Warmwater Flyrod Arsenal
Quentin's question at the tail end of the carp thread got me thinking that this deserves a thread all to itself. Specifically, what rod weights are best under certain conditions and for certain species. I'll reuse my golf club analogy...just as you wouldn't putt with a driver, you wouldn't want to go after trophy pike with a 5 wt. However, just as there are some golfers who can get 150 yards with a pitching wedge (Tiger), there are some flyfishers who can fish very effectively for large fish with lighter gear. FWIW, these are the rods that I use for my warmwater fishing and the most common applications for each:
7' 3wt: strictly for panfish in waters where I know that I won't be tying into anything too big. It lets small fish show off a bit, and casting small flies is a breeze.
8.5' 6wt: I have a pair of these, one loaded with a floating line and the other with a sink tip. These are used for river smallmouth, bass and pickeral in ponds without thick cover, and any other system where panfish get big and cohabitate with other larger species that might grab a fly. I've thought about going after carp with these rods, but there's just to much cover where I fish and this weight rod doesn't have the turning power that I'd like.
8.5' 8wt: for bass in cover, small male pike, and carp. The tip is soft so that I can make delicate presentations, but not so soft that wind resistant hair bugs can't be thrown effectively. It has good turning power lower in the blank so hauling fish away from cover is doable.
9' 9wt: strictly for going after large pike in general and bass in heavy cover. This may sound excessive for largemouths, but being able to pull a 4 pound bass out of lily pads or away from stumps just isn't feasible for me with anything less. Also, large pike and bass flies cast very well on this rod. There may be some application in the future for the 12+ pound carp that I've seen this season, but I haven't crossed that bridge yet.
These rod weights are what works for me. You can take my opinion with an additional grain of salt....I prefer to get my fish to hand as soon as reasonably possible, so sometimes my gear appears to be on the heavier side. It's a tradeoff that I'm willing to bear because I know that the chances of the same fish being available for someone else to catch are much greater.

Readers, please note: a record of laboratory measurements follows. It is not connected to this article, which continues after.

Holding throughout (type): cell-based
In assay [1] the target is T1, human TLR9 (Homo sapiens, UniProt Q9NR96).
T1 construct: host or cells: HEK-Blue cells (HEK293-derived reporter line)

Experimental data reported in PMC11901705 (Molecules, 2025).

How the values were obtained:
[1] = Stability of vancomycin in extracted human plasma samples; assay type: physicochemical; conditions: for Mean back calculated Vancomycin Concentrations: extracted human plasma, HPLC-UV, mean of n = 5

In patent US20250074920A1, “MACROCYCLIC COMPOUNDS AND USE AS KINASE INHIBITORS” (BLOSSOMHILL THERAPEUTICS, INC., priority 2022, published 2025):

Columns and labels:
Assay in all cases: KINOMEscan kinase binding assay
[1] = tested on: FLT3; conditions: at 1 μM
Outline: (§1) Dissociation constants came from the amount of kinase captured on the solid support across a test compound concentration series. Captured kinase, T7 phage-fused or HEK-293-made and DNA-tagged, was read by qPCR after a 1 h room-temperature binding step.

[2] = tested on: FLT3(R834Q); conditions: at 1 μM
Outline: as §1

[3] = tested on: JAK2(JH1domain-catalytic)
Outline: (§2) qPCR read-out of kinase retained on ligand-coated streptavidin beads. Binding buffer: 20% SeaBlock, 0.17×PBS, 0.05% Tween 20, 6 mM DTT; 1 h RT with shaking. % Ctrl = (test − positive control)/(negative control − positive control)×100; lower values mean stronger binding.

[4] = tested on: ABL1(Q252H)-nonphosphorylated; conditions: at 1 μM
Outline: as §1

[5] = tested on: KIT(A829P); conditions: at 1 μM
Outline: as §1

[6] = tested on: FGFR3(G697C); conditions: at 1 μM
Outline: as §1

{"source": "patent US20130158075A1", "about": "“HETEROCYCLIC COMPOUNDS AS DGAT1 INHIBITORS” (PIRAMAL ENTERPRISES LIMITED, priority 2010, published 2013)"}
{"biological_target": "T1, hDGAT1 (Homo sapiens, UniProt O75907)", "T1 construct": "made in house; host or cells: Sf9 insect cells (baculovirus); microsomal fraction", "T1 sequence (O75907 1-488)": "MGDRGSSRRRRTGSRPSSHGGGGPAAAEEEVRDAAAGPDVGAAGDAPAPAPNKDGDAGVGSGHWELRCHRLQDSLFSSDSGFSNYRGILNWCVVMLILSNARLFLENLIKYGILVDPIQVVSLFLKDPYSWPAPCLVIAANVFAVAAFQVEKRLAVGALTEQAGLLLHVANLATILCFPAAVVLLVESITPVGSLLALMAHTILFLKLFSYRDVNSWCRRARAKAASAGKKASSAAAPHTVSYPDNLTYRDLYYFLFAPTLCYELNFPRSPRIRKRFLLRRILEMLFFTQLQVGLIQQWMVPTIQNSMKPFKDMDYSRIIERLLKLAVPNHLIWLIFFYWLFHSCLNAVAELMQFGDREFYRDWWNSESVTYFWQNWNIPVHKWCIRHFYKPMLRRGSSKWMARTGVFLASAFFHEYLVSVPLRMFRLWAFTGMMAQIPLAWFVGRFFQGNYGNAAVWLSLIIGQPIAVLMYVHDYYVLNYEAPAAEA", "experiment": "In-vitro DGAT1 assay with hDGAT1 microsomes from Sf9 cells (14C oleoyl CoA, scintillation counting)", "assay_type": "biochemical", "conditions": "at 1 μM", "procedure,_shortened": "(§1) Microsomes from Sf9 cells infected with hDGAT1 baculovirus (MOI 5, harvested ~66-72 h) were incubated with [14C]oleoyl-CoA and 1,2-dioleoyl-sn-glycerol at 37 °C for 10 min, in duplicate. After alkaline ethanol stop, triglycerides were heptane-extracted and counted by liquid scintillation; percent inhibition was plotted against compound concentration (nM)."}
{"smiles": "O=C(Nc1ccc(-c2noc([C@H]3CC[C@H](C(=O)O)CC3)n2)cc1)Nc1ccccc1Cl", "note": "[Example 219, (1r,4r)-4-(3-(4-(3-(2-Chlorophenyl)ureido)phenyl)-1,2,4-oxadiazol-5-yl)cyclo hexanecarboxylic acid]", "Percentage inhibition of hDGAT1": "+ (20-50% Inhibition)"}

Will I get more rods? No.......well, yeah. :devil: But not anytime soon. I'm satisfied with what I have right now.
What weight rods do you use, and have they filled your needs?
Mines close to DblHauls arsenal:
6'6" - 3 wt sunfish & blue gills in weed free waters. Floating line
8'6" - 4 wt My all around favorite, almost anything as long as its not too weedy. I used to fish a floating line on this one until I lost the line and I now use a sinking line that has given better results than I expected.
9' - 6 wt Weedy or bigger bass and pickeral. Probably small carp if I can get them. Either a floating line or a sink tip.
9' - 8 wt very weedy waters, bigger fish. I have floating, intermediate & full sink lines for this one.
all rods are 9 ft., It's always breezy, if not downright windy out west.
3 Wt. fast action, used for waters where trout will not exceed 18 inches.
5 Wt. fast action, used one larger rivers where trout go to 30 inches.
5 wt. medium action, used for chironomid fishing and lakes mostly, I like the softer rod on lakes/still waters, seem to be more sensitive to the the take
6 wt. medium fast action, 5 pc. pack rod for travelling about and as a spare that fits neatly in my drift boat
7 wt. fast action, used when the winds are really gusting, which is just about every day out here, at least for a few hours and for winter fishing when I prefer a full sink line that goes down fast. Also favoured rod for SM bass & bass bugging
9 wt. fast action, one is a 9 footer that I use for pike mostly, the other is 10 footer that I use mostly for stripers and steelies & salmon
Lines: match the fly & fishing conditions/presentation desired. I use all types that I can get.
Prefered line for trout is a dry line for small dries, mini sink tip (Teeny line) for small streamers & nymphs, full sink (type 2 to 6) for deeper presentations and matching the river flow.
Preferrred for pike is a 10 & 15 foot sink tip, type 2 and a dry line for surface presentation
Preferred for bass is is a dry line, bass bugs etc. seldom use a sinker on bass
Steelies & salmon & stripers: whatever other "experts" tells me to use!
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